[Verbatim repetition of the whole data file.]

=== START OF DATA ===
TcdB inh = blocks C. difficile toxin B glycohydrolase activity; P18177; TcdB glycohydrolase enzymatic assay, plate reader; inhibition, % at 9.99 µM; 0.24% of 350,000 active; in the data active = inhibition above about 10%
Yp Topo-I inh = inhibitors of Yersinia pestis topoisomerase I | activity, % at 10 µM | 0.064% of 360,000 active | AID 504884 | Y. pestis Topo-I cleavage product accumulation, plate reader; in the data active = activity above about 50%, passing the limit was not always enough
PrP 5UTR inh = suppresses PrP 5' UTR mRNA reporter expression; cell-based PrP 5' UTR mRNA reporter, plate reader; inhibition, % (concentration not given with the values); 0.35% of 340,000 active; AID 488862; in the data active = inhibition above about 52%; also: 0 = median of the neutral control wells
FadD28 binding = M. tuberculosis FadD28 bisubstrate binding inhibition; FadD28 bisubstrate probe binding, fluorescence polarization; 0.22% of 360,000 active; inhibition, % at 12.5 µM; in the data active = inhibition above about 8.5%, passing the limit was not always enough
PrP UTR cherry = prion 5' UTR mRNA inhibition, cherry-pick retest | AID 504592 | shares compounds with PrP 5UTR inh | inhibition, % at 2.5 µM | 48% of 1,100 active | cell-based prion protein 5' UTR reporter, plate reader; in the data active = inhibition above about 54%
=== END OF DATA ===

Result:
TcdB inh = blocks C. difficile toxin B glycohydrolase activity; P18177; TcdB glycohydrolase enzymatic assay, plate reader; inhibition, % at 9.99 µM; 0.24% of 350,000 active; in the data active = inhibition above about 10%
Yp Topo-I inh = inhibitors of Yersinia pestis topoisomerase I | activity, % at 10 µM | 0.064% of 360,000 active | AID 504884 | Y. pestis Topo-I cleavage product accumulation, plate reader; in the data active = activity above about 50%, passing the limit was not always enough
PrP 5UTR inh = suppresses PrP 5' UTR mRNA reporter expression; cell-based PrP 5' UTR mRNA reporter, plate reader; inhibition, % (concentration not given with the values); 0.35% of 340,000 active; AID 488862; in the data active = inhibition above about 52%; also: 0 = median of the neutral control wells
FadD28 binding = M. tuberculosis FadD28 bisubstrate binding inhibition; FadD28 bisubstrate probe binding, fluorescence polarization; 0.22% of 360,000 active; inhibition, % at 12.5 µM; in the data active = inhibition above about 8.5%, passing the limit was not always enough
PrP UTR cherry = prion 5' UTR mRNA inhibition, cherry-pick retest | AID 504592 | shares compounds with PrP 5UTR inh | inhibition, % at 2.5 µM | 48% of 1,100 active | cell-based prion protein 5' UTR reporter, plate reader; in the data active = inhibition above about 54%